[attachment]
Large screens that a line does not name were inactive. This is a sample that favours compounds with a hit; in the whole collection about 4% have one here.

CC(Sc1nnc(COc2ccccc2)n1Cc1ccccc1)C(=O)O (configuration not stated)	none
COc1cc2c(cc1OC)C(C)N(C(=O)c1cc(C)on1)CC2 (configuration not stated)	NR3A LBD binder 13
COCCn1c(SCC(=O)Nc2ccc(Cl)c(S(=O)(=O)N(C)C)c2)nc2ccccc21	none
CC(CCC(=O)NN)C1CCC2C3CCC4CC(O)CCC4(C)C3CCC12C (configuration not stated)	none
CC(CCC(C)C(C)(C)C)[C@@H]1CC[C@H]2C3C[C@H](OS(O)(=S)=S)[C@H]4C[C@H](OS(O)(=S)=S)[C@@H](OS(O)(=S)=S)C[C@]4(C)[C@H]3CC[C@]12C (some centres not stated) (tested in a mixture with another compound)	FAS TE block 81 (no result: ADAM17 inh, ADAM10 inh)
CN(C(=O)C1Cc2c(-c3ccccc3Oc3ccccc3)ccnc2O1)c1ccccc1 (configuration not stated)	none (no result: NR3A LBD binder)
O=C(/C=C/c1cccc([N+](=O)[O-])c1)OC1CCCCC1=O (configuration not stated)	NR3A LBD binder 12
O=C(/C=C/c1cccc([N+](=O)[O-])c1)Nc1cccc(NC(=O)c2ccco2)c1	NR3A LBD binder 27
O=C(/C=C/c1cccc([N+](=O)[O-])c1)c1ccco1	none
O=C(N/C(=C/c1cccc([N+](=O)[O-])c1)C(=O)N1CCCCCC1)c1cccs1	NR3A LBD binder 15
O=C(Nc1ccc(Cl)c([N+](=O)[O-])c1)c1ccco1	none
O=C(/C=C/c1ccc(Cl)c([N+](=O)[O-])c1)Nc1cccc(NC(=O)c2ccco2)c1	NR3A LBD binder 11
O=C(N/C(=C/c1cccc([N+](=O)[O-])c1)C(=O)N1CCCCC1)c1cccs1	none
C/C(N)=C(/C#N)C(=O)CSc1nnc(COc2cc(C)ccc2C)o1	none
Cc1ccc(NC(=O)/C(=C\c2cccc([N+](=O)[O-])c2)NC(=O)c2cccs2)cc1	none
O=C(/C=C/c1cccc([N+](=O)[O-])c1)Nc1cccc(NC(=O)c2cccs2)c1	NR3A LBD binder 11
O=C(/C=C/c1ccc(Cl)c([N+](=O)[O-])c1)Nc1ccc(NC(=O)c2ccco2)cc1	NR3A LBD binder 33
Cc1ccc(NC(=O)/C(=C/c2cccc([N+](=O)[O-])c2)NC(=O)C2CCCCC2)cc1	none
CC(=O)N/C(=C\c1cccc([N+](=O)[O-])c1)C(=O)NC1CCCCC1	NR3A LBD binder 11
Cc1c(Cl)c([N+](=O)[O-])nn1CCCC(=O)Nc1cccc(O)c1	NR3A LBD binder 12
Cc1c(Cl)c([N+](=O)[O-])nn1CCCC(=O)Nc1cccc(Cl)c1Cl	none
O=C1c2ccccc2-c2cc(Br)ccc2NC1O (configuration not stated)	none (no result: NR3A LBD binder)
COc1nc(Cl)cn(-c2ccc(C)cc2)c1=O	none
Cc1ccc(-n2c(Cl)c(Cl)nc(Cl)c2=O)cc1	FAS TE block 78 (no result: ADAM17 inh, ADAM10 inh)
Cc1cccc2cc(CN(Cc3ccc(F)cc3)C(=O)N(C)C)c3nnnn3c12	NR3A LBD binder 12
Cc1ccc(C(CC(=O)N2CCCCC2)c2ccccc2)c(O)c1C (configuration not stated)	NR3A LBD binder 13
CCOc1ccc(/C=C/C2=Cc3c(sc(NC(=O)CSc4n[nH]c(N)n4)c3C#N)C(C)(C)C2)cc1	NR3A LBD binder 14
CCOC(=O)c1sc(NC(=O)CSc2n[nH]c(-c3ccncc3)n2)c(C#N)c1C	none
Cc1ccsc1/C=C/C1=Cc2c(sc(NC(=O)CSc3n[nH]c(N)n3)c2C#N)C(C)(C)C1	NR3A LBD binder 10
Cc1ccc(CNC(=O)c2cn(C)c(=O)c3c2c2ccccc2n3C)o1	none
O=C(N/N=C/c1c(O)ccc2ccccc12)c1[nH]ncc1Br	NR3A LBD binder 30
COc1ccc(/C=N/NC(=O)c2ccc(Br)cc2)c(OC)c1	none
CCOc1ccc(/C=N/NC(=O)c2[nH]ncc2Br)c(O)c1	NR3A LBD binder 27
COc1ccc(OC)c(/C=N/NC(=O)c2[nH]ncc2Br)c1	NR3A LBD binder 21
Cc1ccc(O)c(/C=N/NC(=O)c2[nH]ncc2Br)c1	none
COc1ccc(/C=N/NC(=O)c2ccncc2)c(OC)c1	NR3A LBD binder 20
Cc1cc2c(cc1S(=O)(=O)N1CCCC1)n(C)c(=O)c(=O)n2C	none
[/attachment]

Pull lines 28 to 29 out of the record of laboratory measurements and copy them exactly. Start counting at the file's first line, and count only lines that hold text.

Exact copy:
CCOc1ccc(/C=C/C2=Cc3c(sc(NC(=O)CSc4n[nH]c(N)n4)c3C#N)C(C)(C)C2)cc1	NR3A LBD binder 14
CCOC(=O)c1sc(NC(=O)CSc2n[nH]c(-c3ccncc3)n2)c(C#N)c1C	none